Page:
• by Some Bitch (645438) on Friday April 02, 2004 @04:51PM (#8750119)
            Of those who would want to, you then have a subset of those with the skills to do so, and you end up with an insignificant number.

            All it takes is one.

    • by mlush (620447) on Friday April 02, 2004 @03:50PM (#8749357)
      This will get hacked very quickly

      and the bettings good that the cracking program will be called Hugh allowing one to Hugh .....

      • Bart: Uh, yes I'm looking for a friend of mine. Last name Jass, first name Hugh.
        Moe: Hold on, I'll check (to crowd) Hugh Jass. Hey, I wanna Hugh Jass. Oh, someone check the men's room for a Hugh Jass.
        (A man approaches Moe)
        Hugh: Uh, I'm Hugh Jass
        Moe: Telephone
        (Moe Hands hugh the receiver)
        Hugh: Hello, this is Hugh Jass
        Bart: Uh, hi
        Hugh: Who's this?
        Bart: Bart Simpson
        Hugh: What can I do for you, Bart?
        Bart: Uh, look, I'll level with you, mister. This is a crank call that sorta backfired and I'd like t
    • by dragoncortez (603226) * on Friday April 02, 2004 @03:52PM (#8749377) Journal
      oh come on, the article says, "Janus would add a hacker-resistant clock to portable music players for files encoded in Microsoft's proprietary Windows Media Audio format." We all know that when Microsoft makes something hacker-resistant there's just no way to crack it.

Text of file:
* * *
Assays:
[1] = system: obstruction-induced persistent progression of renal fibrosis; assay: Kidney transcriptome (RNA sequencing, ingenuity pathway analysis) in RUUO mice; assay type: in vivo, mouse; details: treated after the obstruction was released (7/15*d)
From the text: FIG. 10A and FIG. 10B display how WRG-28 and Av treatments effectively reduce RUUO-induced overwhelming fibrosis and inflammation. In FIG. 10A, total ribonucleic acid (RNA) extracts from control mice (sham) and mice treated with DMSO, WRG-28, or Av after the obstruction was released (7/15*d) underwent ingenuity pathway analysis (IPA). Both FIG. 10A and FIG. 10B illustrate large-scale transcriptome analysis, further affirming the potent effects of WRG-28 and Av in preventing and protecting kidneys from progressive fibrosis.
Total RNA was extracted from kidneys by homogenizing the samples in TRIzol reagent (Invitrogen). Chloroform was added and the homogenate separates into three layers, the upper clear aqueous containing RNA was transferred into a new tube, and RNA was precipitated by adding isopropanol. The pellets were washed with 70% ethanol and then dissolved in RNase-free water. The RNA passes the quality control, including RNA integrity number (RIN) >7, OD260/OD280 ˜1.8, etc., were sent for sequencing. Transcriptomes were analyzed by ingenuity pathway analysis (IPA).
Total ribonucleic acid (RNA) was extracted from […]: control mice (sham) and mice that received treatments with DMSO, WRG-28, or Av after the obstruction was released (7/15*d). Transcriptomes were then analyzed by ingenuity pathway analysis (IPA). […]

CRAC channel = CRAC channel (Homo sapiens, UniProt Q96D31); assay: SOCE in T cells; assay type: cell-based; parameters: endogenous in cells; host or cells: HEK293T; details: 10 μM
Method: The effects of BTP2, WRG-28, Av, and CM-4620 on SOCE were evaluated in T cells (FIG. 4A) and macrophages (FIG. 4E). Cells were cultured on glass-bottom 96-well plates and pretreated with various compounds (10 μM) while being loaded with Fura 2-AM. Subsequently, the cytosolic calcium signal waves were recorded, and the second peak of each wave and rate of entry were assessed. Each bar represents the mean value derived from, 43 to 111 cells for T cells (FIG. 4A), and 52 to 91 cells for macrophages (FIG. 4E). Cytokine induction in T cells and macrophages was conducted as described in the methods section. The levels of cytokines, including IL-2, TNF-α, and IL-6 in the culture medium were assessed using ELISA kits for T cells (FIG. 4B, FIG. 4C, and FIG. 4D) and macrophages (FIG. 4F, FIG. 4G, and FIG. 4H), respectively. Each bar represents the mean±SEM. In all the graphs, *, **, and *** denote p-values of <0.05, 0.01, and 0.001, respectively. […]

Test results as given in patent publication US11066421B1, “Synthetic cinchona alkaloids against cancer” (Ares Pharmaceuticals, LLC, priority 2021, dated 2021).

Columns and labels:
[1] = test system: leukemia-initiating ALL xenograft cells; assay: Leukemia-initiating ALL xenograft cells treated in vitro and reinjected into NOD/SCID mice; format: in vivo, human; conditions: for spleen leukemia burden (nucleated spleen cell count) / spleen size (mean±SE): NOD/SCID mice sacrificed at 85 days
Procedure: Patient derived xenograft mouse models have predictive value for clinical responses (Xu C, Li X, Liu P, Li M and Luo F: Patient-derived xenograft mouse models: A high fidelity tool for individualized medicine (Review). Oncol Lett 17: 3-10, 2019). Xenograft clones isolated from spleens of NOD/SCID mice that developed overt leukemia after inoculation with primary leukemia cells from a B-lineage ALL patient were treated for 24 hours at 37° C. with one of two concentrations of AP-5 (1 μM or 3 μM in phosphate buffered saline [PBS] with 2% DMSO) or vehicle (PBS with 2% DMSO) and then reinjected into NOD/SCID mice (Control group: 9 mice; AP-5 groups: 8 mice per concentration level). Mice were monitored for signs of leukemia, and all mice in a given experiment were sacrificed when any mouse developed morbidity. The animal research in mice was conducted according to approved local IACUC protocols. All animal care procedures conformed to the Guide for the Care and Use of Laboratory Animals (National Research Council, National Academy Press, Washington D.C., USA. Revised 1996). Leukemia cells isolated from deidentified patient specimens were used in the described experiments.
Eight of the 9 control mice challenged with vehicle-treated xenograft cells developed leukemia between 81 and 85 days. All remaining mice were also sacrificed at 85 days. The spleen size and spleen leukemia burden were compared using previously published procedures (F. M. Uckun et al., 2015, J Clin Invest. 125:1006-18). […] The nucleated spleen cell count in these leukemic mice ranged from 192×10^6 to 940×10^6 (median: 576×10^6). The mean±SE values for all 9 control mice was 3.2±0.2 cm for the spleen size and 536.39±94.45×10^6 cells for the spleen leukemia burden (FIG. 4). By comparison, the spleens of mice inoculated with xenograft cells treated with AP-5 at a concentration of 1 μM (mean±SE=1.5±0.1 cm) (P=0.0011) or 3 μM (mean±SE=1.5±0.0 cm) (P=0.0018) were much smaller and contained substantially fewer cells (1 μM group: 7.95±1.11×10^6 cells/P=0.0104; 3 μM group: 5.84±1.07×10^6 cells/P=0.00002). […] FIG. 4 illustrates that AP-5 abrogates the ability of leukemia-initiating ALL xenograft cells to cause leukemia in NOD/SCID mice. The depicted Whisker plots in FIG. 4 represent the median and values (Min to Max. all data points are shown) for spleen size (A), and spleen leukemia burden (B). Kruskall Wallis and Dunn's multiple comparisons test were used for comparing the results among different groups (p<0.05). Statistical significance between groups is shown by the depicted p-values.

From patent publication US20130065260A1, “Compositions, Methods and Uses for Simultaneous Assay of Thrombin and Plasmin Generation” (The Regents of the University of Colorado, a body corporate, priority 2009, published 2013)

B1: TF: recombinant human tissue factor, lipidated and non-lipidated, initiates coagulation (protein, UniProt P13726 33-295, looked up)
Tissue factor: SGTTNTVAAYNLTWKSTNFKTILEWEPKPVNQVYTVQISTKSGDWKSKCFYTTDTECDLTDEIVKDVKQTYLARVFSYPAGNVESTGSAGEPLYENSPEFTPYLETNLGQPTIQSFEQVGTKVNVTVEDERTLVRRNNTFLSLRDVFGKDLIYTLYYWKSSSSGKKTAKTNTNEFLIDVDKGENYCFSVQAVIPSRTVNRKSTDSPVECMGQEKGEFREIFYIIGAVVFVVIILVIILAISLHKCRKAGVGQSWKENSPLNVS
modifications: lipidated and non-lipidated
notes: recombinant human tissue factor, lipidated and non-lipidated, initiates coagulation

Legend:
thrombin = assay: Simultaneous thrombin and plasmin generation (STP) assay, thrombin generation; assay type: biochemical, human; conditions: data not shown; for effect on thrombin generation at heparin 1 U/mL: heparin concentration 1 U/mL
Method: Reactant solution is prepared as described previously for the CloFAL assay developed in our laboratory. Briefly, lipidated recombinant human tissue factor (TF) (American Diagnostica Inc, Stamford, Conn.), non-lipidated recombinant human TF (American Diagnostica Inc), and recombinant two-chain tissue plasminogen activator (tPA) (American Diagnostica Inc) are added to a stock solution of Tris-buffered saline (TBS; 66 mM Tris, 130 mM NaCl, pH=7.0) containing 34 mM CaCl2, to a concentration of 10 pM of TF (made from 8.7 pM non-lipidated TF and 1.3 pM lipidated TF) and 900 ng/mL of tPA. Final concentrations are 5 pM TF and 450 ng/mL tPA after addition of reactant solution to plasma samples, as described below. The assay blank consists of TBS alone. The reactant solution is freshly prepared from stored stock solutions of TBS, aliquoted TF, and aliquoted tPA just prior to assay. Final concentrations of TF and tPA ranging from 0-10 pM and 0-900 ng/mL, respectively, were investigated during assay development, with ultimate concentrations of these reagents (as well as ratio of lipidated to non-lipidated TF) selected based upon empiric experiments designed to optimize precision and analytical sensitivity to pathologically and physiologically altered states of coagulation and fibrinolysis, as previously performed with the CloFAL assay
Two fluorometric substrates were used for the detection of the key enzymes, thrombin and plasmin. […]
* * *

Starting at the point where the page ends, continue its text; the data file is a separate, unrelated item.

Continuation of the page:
• Re:Are they kidding? (Score:2, Interesting)

      by bl8n8r (649187)
      Think about what is going on here in order to hack it. You would have to reverse engineer the software, bypass the authentication/security mechanism, then connect to a server with your IP address to pilfer music. All the while, M$CO and the RIAA are sitting back with a piracay and DMCA greivance. This would be about as bright robbing a bank naked, in broad daylight, and using your own car as the getaway vehicle.
    • by baudilus (665036) on Friday April 02, 2004 @03:55PM (#8749420)
      Step 1) Rent song.
      Step 2) Put rented song on mp3 player.
      Step 3) Go to Radio $hack, buy an adapter cable to connected mp3 output back into PC.
      Step 4) Record song from Sound Card's 'Line In' using a high-quality program like Goldwave [goldwave.com].
      Step 5) Enjoy all the choonz you want for $10 / month.
      • Step 4) Record song from Sound Card's 'Line In' using a high-quality program like Goldwave.

        Yes, and this is where it goes 'wrong': recording a song non-digitally (analoge) isn't really good for the song's quality.